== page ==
iModeler Review: Hobby Boss 1/48 F-84F Thunderstreak
The Thunderstreak was a swept-wing development of the F-84 created with the hope of bringing the type’s performance to the level of its main competitor, the F-86 Sabre. In the event it emerged as an almost entirely new airframe having only 15% in common with the straight-wing Thunderjet. Even so, the design wasn’t very successful and the Thunderstreak was relegated to tactical strike duties, a role adequate for its combat capability.
Beside substantial numbers of F-84F in service with the USAF and the ANG, the Thunderstreak was provided in quantity to European NATO countries, ranking as one of true Cold War classics in this theatre.
It has long puzzled me why this aircraft hadn’t been more popular with kit manufacturers, especially as straight-wing F-84G kits were proliferating in all scales. In 1/48 scale, the only truly modern kit to date is the Kinetic/Italeri offering. Being one of Kinetic’s first efforts, it is hampered by sub-par fit of parts and a somewhat heavy surface detail.
Enter the brand-new Hobby Boss F-84F Thunderstreak in 1/48 scale.
What’s in the box?
Upon opening the sturdy box one finds a set of six nicely packed sprues, one clear sprue, an instruction booklet, a photoetched fret and a large decal sheet.
My first thought was that this is going to be fairly big model – the fuselage halves measure almost 30 cm (12 in) in length. While substantial in size, the kit is notably simple in layout, with engineering reminiscent of some of the Tamigawa’s “shake-and-bake” offerings in this scale.
The main components feature some exquisite recessed panel lines and rivet detail. It should look great even under a natural metal finish and is one of the strong points of this kit.
In the cockpit there is a rather detailed ejection seat comprising a dozen individual parts. In contrast, the rest of the cockpit is rather bare. Decal is provided for the instrument panel, and there is a set of photoetched seat belts.
The fuselage sports open airbrakes. The internal detail is sufficient with no ejection pin marks anywhere on the visible surfaces – some thoughtful engineering there. The perforated outer surface of each airbrake is provided as a photoetched sheet. This looks like a good compromise between accuracy and ease of assembly.
The front gear leg comes molded in one piece together with the wheel. This part looks very fragile. Although its dimensions may well be true to scale, I’m having serious concerns about it breaking off at some point, especially if you put too much weight in the nose. I wish a metal rod was provided to reinforce it. Such as it is, I’ll need to figure out some way of adding structural strength to it, which seems tricky. Ideas are welcome!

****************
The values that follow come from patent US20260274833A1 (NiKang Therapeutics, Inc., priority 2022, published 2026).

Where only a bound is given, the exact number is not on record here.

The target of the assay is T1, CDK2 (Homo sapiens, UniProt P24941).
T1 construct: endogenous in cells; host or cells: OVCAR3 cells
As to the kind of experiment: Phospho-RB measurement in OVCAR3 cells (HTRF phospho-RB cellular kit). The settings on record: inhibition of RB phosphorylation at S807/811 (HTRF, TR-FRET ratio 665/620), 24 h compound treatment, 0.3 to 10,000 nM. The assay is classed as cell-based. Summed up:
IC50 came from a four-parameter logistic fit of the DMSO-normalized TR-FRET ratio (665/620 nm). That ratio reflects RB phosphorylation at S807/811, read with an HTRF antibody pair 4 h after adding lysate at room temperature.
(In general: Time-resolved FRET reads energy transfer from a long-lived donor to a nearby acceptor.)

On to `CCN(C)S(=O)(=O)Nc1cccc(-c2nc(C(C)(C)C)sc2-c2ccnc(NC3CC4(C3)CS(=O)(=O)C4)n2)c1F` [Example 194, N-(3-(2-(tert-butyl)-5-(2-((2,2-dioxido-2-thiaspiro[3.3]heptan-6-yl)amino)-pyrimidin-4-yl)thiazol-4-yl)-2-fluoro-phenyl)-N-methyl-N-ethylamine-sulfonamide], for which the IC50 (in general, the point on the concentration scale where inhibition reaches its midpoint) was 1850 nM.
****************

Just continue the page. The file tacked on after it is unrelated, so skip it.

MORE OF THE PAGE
Because of the thin wing the main gear bays on the F-84F were rather shallow, but the ones in the kit are very shallow indeed. I wish that Hobby Boss has chosen to mould them into the upper wing halves, not integrally with the lower wing as is the case here.
The main wheels hubs are accurate in shape, but the detail is very shallow.
The wing comes with separate flaps. The flaps come in two halves, but I’d prefer to have them each in one piece. Once again, the wing surface detail is very fine.
A complement of underwing tanks and bombs is included, and these items feature good detail. The bombs are two-part assemblies, easy to put together at the expense of the bomb fins being too thick.
There are two separate sets of transparencies for the canopy in open and closed position. These are beautifully clear with suitable embossed rivet detail on the framing.
The kit includes markings for two aircraft: F-84F-30-GK s/n 51-9432, Wing Commander of SAC 407th SFW and F-84F-45-RE s/n 52-6675 of the 78th Tactical Fighter Squadron, 81st Fighter Bomber Wing. Both are natural-metal machines with colorful markings. The decals are in register and the colors appear accurate. Highly detailed unit insignia are printed separately on a smaller sheet for improved detail.
Curiously, the color instruction sheet calls for “Grey” Gunze Sangyo shade where NMF should be, even translating it to Humbrol 121 Pale Stone. Warning for bogus color callouts!
Accuracy-wise, the outline of the fuselage, wings and tailplanes conforms well with the classic G A G Cox drawings from Aircraft Archive – which despite their age are probably still the best available scale drawings of the Thunderstreak.
An item which I’m sure is bound to raise some discussion is the “0”-shaped nose air intake which was such a characteristic feature of the real aircraft. Notably, it should have flat sides which came from 7in flat inserts separating the circular halves of the original round intake of the F-84. I feel that the kit intake is a bit too much of an oval in comparison. It could probably be improved by some careful sanding. Make your own judgement:
I’m excited about this kit. It carries a promise of easy assembly, appears to be accurate in outline, and features some gorgeous surface detail which will look great with natural metal finish. Minus points are minor and are concentrated to the landing gear: fiddly nose leg, integral gear bays and anemic wheel hub detail.
The Hobby Boss F-84F goes into the top of my build list.
4 additional images. Click to enlarge.